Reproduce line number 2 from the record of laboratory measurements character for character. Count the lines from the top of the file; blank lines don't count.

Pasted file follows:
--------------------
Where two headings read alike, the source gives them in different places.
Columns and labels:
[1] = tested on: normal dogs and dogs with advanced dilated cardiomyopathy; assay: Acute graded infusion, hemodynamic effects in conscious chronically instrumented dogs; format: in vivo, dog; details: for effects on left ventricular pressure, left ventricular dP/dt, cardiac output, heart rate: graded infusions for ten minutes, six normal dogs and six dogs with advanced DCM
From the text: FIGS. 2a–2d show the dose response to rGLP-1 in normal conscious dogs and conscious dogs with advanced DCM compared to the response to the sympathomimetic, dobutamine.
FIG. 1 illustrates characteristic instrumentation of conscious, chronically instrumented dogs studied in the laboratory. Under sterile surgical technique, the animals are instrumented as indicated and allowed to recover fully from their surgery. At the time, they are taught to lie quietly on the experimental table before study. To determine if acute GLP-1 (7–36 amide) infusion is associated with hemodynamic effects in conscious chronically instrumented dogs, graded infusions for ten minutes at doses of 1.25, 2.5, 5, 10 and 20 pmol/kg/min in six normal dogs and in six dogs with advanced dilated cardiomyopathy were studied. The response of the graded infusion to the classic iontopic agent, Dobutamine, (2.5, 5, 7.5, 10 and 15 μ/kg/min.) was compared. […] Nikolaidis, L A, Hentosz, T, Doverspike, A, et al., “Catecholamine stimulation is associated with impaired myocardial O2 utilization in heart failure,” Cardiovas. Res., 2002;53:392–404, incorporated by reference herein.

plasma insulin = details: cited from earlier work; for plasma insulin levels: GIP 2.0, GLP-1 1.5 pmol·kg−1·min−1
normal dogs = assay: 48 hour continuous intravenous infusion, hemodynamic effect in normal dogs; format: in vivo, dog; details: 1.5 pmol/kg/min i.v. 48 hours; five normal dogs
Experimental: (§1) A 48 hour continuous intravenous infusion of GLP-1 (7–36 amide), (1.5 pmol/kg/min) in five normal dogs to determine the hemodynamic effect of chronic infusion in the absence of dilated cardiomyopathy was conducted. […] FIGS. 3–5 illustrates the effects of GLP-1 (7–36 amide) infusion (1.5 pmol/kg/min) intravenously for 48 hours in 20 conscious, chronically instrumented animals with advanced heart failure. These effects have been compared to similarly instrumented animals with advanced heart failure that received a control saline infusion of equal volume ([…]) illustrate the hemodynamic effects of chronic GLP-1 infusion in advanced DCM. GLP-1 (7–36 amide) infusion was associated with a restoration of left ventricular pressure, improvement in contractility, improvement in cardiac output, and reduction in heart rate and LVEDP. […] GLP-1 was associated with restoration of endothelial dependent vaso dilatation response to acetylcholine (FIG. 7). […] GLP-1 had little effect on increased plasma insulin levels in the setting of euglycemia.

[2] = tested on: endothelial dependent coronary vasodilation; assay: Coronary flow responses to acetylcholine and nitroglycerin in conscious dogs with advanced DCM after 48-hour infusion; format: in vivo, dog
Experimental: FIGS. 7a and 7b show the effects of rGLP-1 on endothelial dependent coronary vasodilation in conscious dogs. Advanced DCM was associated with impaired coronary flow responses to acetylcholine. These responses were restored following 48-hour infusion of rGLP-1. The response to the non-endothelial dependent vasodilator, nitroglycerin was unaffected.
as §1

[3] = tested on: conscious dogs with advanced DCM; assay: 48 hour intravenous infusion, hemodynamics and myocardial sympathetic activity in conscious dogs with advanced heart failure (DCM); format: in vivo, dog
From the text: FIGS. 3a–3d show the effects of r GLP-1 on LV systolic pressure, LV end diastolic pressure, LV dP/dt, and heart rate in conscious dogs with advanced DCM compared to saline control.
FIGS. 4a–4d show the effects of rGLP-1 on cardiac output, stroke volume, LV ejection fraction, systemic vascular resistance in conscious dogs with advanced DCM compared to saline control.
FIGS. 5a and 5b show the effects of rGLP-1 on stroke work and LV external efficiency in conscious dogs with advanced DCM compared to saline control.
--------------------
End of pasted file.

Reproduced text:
Columns and labels: